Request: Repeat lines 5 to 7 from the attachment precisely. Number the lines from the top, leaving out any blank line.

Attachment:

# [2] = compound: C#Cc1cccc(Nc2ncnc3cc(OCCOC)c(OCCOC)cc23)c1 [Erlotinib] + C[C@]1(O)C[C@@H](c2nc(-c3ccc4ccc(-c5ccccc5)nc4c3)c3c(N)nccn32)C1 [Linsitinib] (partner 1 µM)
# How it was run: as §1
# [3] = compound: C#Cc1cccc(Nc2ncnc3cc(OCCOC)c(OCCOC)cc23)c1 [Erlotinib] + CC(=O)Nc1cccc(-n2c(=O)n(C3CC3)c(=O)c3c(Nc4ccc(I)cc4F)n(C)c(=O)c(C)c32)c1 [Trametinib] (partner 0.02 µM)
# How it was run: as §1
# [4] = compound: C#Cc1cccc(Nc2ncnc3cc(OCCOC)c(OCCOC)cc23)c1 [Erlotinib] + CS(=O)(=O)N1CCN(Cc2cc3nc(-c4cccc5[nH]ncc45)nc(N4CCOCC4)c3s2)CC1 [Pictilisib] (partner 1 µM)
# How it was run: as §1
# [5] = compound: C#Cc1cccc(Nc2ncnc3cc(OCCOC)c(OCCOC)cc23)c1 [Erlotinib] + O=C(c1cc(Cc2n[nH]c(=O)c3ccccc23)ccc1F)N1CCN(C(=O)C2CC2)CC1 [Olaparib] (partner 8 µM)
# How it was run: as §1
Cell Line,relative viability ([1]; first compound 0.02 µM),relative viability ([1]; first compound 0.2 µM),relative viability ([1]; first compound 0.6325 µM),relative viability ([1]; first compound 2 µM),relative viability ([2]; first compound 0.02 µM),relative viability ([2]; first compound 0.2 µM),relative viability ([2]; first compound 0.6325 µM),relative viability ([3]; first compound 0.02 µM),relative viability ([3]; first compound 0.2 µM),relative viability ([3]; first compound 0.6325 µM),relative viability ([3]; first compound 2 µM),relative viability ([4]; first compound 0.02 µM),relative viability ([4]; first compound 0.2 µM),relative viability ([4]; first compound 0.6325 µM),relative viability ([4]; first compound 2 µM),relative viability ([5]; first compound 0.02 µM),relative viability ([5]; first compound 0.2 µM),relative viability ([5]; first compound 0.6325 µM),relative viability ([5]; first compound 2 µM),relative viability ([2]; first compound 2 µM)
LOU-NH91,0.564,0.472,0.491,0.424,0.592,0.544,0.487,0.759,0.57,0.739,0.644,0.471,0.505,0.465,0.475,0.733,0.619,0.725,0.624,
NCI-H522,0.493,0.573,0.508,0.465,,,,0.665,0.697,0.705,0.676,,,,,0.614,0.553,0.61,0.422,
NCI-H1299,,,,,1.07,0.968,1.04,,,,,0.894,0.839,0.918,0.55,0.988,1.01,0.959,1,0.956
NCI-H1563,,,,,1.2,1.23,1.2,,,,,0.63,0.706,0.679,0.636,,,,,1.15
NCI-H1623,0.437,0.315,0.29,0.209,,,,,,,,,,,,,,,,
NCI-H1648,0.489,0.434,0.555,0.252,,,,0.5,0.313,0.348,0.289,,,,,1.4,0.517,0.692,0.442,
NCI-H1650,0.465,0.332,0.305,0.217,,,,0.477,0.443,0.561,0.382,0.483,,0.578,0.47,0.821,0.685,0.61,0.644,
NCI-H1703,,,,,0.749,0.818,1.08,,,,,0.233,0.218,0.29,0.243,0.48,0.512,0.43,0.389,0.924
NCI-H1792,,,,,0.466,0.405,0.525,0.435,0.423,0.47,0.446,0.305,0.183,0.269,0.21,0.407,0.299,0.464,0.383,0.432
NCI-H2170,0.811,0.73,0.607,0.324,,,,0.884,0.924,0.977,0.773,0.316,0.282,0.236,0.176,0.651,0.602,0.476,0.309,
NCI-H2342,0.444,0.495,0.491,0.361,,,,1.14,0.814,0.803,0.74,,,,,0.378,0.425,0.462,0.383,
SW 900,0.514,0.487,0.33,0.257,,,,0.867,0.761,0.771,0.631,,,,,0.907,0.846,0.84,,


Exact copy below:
# [4] = compound: C#Cc1cccc(Nc2ncnc3cc(OCCOC)c(OCCOC)cc23)c1 [Erlotinib] + CS(=O)(=O)N1CCN(Cc2cc3nc(-c4cccc5[nH]ncc45)nc(N4CCOCC4)c3s2)CC1 [Pictilisib] (partner 1 µM)
# How it was run: as §1
# [5] = compound: C#Cc1cccc(Nc2ncnc3cc(OCCOC)c(OCCOC)cc23)c1 [Erlotinib] + O=C(c1cc(Cc2n[nH]c(=O)c3ccccc23)ccc1F)N1CCN(C(=O)C2CC2)CC1 [Olaparib] (partner 8 µM)